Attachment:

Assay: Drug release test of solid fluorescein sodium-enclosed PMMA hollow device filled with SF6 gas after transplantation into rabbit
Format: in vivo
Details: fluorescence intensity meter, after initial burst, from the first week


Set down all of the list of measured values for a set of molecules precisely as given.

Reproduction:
Assay: Drug release test of solid fluorescein sodium-enclosed PMMA hollow device filled with SF6 gas after transplantation into rabbit
Format: in vivo
Details: fluorescence intensity meter, after initial burst, from the first week